The Auto Channel
The Largest Independent Automotive Research Resource
The Largest Independent Automotive Research Resource
Official Website of the New Car Buyer

Sprint Cup - Newman Race Report

PHOTO (select to view enlarged photo)

Bristol, Mar. 19, 2012: Ryan Newman felt like his No. 39 Quicken Loans Chevrolet Impala was one of the cars to beat in the Food City 500 NASCAR Sprint Cup Series race Sunday at Bristol (Tenn.) Motor Speedway, but a tight-handling racecar hampered his efforts on the racetrack and led to a disappointing 12th-place finish.

“I feel like we let one slip away today,” said Newman, who has six finishes of 12th or better in seven starts at Bristol with his Stewart-Haas Racing (SHR) team. “We were better all weekend than a 12th-place finish, that’s for sure. That’s definitely not what we wanted today. Our Quicken Loans Chevy was fast off the truck, and we were strong all weekend. The guys did good in the pits, and they worked hard all day. But we just could never adjust on it the way we needed. We were just way too tight.”

After qualifying third Friday and ending practice Saturday as the fastest car, Newman was confident heading into the 500-lap race Sunday afternoon at Bristol. But while running third early in the race, Newman reported a tight-handling condition in the corners to crew chief Tony Gibson.

A caution at lap 25 afforded the team its first opportunity to try to fix Newman’s tight-handling condition. But with only a handful of laps completed, many of those during a side-by-side battle with Jeff Gordon, Newman told Gibson he preferred to make no chassis changes and see what happened. The crew changed right-side tires and added fuel.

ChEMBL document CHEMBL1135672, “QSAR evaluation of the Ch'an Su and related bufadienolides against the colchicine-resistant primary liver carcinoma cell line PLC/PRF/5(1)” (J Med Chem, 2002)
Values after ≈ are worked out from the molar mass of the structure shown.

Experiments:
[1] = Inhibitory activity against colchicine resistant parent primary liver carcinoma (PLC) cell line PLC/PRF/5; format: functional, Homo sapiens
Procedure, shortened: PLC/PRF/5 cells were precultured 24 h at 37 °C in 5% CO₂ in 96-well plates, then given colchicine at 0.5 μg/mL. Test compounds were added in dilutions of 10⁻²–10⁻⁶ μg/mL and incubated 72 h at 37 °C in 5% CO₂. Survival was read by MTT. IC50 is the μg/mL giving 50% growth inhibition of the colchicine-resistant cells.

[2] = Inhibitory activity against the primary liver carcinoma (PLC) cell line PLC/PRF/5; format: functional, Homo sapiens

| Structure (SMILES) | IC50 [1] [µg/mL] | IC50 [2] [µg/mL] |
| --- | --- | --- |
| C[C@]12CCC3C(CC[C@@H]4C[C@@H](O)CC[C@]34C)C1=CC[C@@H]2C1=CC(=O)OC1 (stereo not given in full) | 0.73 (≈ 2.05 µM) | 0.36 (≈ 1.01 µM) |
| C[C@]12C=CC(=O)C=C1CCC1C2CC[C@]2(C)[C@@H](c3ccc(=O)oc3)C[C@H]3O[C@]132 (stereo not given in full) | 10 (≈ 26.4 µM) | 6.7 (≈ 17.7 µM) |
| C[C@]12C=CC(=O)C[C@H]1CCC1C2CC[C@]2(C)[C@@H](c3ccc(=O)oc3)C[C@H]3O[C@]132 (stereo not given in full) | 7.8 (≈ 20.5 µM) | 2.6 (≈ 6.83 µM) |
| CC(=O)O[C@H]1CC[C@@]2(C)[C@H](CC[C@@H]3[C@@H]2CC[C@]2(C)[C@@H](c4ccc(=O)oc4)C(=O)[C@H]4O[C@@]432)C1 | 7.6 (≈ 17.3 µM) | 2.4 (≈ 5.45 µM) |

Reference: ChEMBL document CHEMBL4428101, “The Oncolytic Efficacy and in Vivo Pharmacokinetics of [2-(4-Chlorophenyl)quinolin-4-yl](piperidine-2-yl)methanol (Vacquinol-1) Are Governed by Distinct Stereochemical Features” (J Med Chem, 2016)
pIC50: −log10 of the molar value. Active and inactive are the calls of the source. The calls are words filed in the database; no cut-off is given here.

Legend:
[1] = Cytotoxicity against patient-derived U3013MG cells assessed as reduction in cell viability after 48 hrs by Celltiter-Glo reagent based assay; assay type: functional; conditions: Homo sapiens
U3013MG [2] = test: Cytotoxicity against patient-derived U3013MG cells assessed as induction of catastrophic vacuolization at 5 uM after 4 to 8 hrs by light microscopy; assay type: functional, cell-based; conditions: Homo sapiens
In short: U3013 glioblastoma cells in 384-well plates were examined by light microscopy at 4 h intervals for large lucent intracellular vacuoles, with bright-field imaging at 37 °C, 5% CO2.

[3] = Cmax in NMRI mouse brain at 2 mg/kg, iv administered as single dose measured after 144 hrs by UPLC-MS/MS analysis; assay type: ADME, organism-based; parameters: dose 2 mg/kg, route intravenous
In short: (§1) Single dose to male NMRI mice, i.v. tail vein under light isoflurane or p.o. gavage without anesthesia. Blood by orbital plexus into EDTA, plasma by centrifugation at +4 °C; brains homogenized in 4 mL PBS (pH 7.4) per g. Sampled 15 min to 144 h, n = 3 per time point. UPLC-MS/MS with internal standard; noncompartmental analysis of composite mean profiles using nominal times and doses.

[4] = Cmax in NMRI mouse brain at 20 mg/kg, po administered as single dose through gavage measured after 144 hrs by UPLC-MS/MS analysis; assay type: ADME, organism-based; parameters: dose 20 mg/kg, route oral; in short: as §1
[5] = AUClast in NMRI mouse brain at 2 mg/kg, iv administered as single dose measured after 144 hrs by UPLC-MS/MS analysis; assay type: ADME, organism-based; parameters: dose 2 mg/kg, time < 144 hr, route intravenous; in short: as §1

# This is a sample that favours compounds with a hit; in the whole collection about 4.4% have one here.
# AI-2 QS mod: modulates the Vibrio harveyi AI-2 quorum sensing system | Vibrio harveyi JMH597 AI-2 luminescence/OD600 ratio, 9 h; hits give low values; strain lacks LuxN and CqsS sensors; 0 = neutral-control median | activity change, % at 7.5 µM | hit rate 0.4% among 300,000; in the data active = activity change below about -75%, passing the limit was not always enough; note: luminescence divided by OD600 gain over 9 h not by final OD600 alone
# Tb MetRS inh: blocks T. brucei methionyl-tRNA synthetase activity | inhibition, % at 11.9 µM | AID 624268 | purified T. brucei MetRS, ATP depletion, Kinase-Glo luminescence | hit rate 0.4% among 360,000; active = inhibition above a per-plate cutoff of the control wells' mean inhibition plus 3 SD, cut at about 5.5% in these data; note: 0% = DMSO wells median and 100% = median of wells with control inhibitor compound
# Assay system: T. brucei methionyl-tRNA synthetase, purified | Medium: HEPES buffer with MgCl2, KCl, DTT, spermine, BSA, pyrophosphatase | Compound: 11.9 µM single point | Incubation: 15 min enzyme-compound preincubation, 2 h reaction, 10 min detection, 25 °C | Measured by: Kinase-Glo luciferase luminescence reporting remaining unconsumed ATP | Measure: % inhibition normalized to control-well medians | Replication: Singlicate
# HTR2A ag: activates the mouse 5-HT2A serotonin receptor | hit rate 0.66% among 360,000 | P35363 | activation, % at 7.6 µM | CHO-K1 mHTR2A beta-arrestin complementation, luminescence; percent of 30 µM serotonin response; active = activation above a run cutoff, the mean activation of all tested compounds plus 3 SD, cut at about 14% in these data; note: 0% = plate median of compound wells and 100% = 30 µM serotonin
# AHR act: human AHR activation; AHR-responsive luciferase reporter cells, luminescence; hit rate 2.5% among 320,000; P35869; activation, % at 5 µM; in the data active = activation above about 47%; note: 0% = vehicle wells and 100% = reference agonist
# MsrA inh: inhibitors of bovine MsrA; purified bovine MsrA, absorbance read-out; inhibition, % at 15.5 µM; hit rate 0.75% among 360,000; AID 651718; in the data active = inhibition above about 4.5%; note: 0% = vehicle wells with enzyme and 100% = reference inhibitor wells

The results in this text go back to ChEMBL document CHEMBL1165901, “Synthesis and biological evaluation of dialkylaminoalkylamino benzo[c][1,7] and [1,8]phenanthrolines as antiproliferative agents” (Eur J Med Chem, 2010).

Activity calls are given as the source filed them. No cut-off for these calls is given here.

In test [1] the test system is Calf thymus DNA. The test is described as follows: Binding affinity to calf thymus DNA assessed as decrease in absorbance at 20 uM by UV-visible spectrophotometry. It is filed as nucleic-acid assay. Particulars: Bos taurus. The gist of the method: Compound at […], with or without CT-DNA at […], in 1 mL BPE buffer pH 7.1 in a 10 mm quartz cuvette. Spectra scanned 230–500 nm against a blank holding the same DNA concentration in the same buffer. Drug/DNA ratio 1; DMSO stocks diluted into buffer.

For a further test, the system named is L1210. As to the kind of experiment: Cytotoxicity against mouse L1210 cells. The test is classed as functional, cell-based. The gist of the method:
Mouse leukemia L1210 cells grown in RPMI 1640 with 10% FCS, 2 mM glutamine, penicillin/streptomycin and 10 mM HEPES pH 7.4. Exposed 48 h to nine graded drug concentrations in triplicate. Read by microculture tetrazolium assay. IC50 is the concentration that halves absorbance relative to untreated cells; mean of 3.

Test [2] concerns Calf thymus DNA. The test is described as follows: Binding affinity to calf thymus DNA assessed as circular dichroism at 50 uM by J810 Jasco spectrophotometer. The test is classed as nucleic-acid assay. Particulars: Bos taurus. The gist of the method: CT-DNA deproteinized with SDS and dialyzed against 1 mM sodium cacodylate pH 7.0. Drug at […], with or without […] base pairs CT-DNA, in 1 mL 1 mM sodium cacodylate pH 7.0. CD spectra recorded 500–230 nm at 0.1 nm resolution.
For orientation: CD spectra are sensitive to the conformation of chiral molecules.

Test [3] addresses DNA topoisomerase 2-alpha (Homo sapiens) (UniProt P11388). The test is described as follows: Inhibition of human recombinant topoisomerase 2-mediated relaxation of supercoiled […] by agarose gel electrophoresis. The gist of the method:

While the pit stop was flawless, the tight confines of pit road at the .533-mile racetrack which can often make entering and exiting tricky hurt Newman.

Newman’s No. 39 team was positioned in the final pit stall on the frontstretch. With cars coming around the tight corner from the backstretch pit road, Newman took a cautious approach exiting his box to avoid pit road incidents. While he didn’t get hit, Newman’s car was boxed in twice as other cars pulled in and out of their pit boxes in front of him, causing Newman to drop to 13th in the running order on the restart.

From there, Newman’s day didn’t improve. He battled a tight-handling racecar for most of the afternoon.

“I was so tight; I just couldn’t turn the car,” Newman said. “And it didn’t matter what adjustments we made, it didn’t get any better.”

At each opportunity, the crew made wedge and air pressure adjustments to aid the ill-handling racecar, but nothing seemed to improve the issue. Newman continued to have difficulty turning. The difficulties caused Newman to lose a lap to the leaders just past the midway point of the 500-lap race.

Despite being a lap down and struggling with a car that wouldn’t turn well, Newman and his crew refused to give up. Newman fought to keep himself the first car one lap down, and he was awarded the “Lucky Dog” when the caution waved at lap 361, which put him back on the lead lap.

But the No. 39 Quicken Loans Chevy was still too tight and still not turning the way Newman needed it to in order to gain any positions on the racetrack. By lap 467, Newman had once again fallen one lap down to the leaders. Newman kept himself in the position to get a second “Lucky Dog” award, and a caution just 12 laps later gave him one more opportunity to get back on the lead lap for the closing laps of the race.

Newman came down pit road, and his crew made additional wedge and air pressure adjustments, and changed four tires and added fuel. Newman restarted in 14th place at lap 484. He was able to gain two more spots in the final laps of the race to finish 12th.

text/javascript --#8220;We were better all weekend than a 12th-place finish, that